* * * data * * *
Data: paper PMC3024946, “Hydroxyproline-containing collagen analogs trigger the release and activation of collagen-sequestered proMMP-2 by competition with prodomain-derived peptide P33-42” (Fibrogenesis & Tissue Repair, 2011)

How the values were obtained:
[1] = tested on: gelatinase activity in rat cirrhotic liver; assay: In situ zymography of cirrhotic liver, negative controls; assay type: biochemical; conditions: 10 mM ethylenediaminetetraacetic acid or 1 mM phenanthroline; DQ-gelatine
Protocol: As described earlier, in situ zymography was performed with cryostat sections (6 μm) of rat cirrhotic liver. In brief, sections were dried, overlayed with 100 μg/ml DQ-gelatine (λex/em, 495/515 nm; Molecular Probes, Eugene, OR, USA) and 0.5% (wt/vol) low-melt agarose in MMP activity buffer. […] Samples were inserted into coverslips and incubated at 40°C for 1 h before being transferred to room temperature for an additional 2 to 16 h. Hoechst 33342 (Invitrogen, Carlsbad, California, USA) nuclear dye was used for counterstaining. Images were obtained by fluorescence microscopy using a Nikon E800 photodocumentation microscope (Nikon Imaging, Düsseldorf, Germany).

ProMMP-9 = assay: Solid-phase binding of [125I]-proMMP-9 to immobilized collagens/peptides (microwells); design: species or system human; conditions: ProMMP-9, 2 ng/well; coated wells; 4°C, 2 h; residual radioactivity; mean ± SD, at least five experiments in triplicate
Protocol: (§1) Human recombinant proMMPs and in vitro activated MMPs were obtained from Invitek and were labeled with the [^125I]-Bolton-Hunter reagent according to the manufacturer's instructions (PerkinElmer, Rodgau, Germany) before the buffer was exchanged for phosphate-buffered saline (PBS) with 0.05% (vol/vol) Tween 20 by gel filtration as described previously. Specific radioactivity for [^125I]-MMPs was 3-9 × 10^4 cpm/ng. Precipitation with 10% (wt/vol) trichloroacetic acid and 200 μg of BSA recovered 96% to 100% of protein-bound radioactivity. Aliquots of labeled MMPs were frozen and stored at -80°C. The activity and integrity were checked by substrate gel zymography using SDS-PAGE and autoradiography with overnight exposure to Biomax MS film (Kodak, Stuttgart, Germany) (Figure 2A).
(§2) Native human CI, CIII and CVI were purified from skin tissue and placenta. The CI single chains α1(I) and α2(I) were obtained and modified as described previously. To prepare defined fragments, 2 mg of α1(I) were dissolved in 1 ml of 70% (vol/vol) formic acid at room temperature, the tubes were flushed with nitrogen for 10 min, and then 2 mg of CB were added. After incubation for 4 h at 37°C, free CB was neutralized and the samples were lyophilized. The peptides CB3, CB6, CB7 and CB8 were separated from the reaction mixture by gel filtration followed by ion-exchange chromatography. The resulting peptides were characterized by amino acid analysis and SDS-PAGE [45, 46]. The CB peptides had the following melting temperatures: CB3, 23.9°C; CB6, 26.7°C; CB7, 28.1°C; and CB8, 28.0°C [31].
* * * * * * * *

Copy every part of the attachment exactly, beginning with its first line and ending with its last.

Data: paper PMC3024946, “Hydroxyproline-containing collagen analogs trigger the release and activation of collagen-sequestered proMMP-2 by competition with prodomain-derived peptide P33-42” (Fibrogenesis & Tissue Repair, 2011)

How the values were obtained:
[1] = tested on: gelatinase activity in rat cirrhotic liver; assay: In situ zymography of cirrhotic liver, negative controls; assay type: biochemical; conditions: 10 mM ethylenediaminetetraacetic acid or 1 mM phenanthroline; DQ-gelatine
Protocol: As described earlier, in situ zymography was performed with cryostat sections (6 μm) of rat cirrhotic liver. In brief, sections were dried, overlayed with 100 μg/ml DQ-gelatine (λex/em, 495/515 nm; Molecular Probes, Eugene, OR, USA) and 0.5% (wt/vol) low-melt agarose in MMP activity buffer. […] Samples were inserted into coverslips and incubated at 40°C for 1 h before being transferred to room temperature for an additional 2 to 16 h. Hoechst 33342 (Invitrogen, Carlsbad, California, USA) nuclear dye was used for counterstaining. Images were obtained by fluorescence microscopy using a Nikon E800 photodocumentation microscope (Nikon Imaging, Düsseldorf, Germany).

ProMMP-9 = assay: Solid-phase binding of [125I]-proMMP-9 to immobilized collagens/peptides (microwells); design: species or system human; conditions: ProMMP-9, 2 ng/well; coated wells; 4°C, 2 h; residual radioactivity; mean ± SD, at least five experiments in triplicate
Protocol: (§1) Human recombinant proMMPs and in vitro activated MMPs were obtained from Invitek and were labeled with the [^125I]-Bolton-Hunter reagent according to the manufacturer's instructions (PerkinElmer, Rodgau, Germany) before the buffer was exchanged for phosphate-buffered saline (PBS) with 0.05% (vol/vol) Tween 20 by gel filtration as described previously. Specific radioactivity for [^125I]-MMPs was 3-9 × 10^4 cpm/ng. Precipitation with 10% (wt/vol) trichloroacetic acid and 200 μg of BSA recovered 96% to 100% of protein-bound radioactivity. Aliquots of labeled MMPs were frozen and stored at -80°C. The activity and integrity were checked by substrate gel zymography using SDS-PAGE and autoradiography with overnight exposure to Biomax MS film (Kodak, Stuttgart, Germany) (Figure 2A).
(§2) Native human CI, CIII and CVI were purified from skin tissue and placenta. The CI single chains α1(I) and α2(I) were obtained and modified as described previously. To prepare defined fragments, 2 mg of α1(I) were dissolved in 1 ml of 70% (vol/vol) formic acid at room temperature, the tubes were flushed with nitrogen for 10 min, and then 2 mg of CB were added. After incubation for 4 h at 37°C, free CB was neutralized and the samples were lyophilized. The peptides CB3, CB6, CB7 and CB8 were separated from the reaction mixture by gel filtration followed by ion-exchange chromatography. The resulting peptides were characterized by amino acid analysis and SDS-PAGE [45, 46]. The CB peptides had the following melting temperatures: CB3, 23.9°C; CB6, 26.7°C; CB7, 28.1°C; and CB8, 28.0°C [31].